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Olives, Goats, & Wine: Sustainability at Agriturismo Costantino

When you daydream about Italy, you probably envision an olive grove, the afternoon sun dappling the leaves as you dreamily pluck a green olive and drop it into your handmade basket.


This is my life!

A few weeks ago, I headed up to Agriturismo Costantino, located 30 minutes from my home, closer to the west coast of Calabria, with my new ex-pat friends. We'd signed up for an event hosted by Eimí Experiences, a phenomenal company that creates curated events and activities throughout Calabria.

I was told we'd go olive picking and have a picnic. That was the extent of my expectations. But reality exceeded them!

Wait, What's an Agriturismo?

I realize this term might be new for you, so let me explain. An agriturismo is a working farm, usually with a restaurant and/or accommodations. They first popped up on the scene in the 1970s as a way to help farmers survive, as well as to educate tourists about local farming practices.

Like anywhere, farming is expensive and not highly profitable. The Italian agriturismo concept provides much-needed income to farms that might not otherwise be able to survive.

From the visitors' perspective, they're a fantastic way to understand the land and its people. I stayed in one in Sardinia for a week and met the family pigs, practiced my Italian over loooong, delicious meals, and learned to cook pasta!

I'm learning that Sunday is a popular day for locals to drive half an hour and have lunch at a local agriturismo. I can get behind that!

Sustainability Isn't a Gimmick Here

I sometimes feel that in the States, sustainability is a bit of a marketing tactic. The organics industry charges an arm and a leg for products that aren't sprayed with poison. Labels proudly boast "gluten-free! vegan! All natural! Organic!" and we pay more for those, too.

In Italy, organic food is a given. They don't charge extra or toot their horns about produce being raised organically. It's just the right thing to do.

And sustainability comes out of necessity, not trendiness. On our tour of Costantino, we learned that the farm has solar energy and rotates its crops. It uses everything to keep from wasting it: the grain they can't use for human food is fed to the chickens...who make eggs...that are used in the restaurant...then composted. It's the perfect circle of life.

While the agriturismo has modern olive oil machinery, we learned how to do it old-school. After introducing us to the local goats, our guide, whose family has owned the farm for generations, took us on an amble down to the creek where we each picked two rocks. What for, you ask? To smush olives. More on that in a minute.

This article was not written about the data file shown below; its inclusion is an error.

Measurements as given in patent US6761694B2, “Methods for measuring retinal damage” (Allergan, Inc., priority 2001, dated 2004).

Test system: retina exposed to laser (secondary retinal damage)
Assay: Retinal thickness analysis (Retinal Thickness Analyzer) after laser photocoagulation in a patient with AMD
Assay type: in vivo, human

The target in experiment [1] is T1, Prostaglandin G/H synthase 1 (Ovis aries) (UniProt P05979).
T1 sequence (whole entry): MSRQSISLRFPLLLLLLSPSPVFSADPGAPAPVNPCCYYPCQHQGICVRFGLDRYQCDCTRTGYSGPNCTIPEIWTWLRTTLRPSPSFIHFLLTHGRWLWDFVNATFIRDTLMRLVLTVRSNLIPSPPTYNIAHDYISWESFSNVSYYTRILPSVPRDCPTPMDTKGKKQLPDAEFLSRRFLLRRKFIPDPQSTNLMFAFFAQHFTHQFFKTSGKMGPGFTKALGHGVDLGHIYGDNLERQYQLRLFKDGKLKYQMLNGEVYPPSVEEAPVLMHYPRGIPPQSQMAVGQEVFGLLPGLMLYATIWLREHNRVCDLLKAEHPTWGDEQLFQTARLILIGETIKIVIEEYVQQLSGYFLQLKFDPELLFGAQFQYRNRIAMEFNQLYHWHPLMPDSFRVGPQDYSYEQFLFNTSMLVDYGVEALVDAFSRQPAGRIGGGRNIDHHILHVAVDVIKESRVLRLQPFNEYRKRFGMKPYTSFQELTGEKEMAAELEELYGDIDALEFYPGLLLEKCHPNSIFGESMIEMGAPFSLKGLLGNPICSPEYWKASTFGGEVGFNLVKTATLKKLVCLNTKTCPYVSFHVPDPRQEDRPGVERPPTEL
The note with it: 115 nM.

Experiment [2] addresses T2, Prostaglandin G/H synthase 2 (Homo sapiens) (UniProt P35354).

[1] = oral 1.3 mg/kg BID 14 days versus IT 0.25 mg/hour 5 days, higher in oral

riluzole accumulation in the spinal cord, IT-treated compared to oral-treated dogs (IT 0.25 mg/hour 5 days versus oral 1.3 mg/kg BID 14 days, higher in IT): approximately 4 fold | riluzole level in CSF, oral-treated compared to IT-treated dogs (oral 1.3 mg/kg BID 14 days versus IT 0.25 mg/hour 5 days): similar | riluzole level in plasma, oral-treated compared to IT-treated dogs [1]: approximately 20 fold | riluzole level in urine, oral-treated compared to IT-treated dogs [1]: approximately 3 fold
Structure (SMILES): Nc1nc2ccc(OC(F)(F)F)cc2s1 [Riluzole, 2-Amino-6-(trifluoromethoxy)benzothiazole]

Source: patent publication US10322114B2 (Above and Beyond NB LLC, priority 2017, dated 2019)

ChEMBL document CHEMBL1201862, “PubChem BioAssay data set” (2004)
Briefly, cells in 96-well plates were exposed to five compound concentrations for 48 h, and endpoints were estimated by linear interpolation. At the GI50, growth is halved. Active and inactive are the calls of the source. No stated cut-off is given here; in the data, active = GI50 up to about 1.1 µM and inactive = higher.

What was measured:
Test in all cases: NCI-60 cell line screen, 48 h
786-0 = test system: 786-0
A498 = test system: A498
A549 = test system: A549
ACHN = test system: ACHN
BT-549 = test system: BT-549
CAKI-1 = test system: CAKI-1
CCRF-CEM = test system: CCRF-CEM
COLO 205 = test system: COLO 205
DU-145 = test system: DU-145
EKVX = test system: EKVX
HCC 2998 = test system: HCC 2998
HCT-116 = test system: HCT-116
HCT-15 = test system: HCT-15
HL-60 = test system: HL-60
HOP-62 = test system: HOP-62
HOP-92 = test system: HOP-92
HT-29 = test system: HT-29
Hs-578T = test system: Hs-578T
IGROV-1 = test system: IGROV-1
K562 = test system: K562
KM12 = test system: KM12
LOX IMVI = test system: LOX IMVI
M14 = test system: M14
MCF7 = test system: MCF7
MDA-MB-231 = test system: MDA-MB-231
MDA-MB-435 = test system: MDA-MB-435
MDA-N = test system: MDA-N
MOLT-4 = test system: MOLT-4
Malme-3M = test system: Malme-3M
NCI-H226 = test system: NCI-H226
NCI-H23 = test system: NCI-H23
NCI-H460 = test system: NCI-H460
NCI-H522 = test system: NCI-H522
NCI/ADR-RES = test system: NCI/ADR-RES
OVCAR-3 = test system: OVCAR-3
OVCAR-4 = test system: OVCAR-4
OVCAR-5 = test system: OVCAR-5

A Break from City Life

Okay, where I live isn't really the "city" per se, but I can see how someone working hard during the week could really unplug at Costantino. All its buildings are modern, with clean lines and vines of bougainvillea draping between them. A sparkling pool invites lounging and dipping. A large outdoor restaurant is filled with laughter and Italian.

After our tour, we were given baskets and invited to pick olives from the trees near the buildings. It's pretty easy to pick olives. Just pluck 'em and drop 'em in your basket!

Afterward, we were shown how to schiacciare one between our two rocks, remove the pit, and drop it in a bowl. This is how they originally prepared olives for making oil. It was a bit meditative, but I wouldn't want to do thousands of pounds of them!

The Idyllic Italian Picnic

All that smashing made us hungry (or rather, thirsty), so we made our way to our adorable hay bale picnic table. There were about 25 of us, half our American crew and the other half Italians.

When the server brought the first carafe of wine, we Americans made a laughable mistake. Not seeing any wine glasses, we poured wine in our water glasses. Then the server brought the wine glasses! I'm sure the rest of the table was cracking up at how eager we were to drink the (delicious) local wine!

We were served plate after plate of focaccia, cured meats, and cheeses, followed by coffee and amaro (or limoncello). The weather was perfect. The company was wonderful. I kept saying, "this is my life!" in disbelief.

The Dolce Vita is Real

I told Paola, the event organizer, that this is an American's dream of Italy. To pick olives and enjoy such a beautiful seems like something you'd do on vacation, but here we were (and other locals), enjoying the magic of Calabria on a Sunday afternoon.

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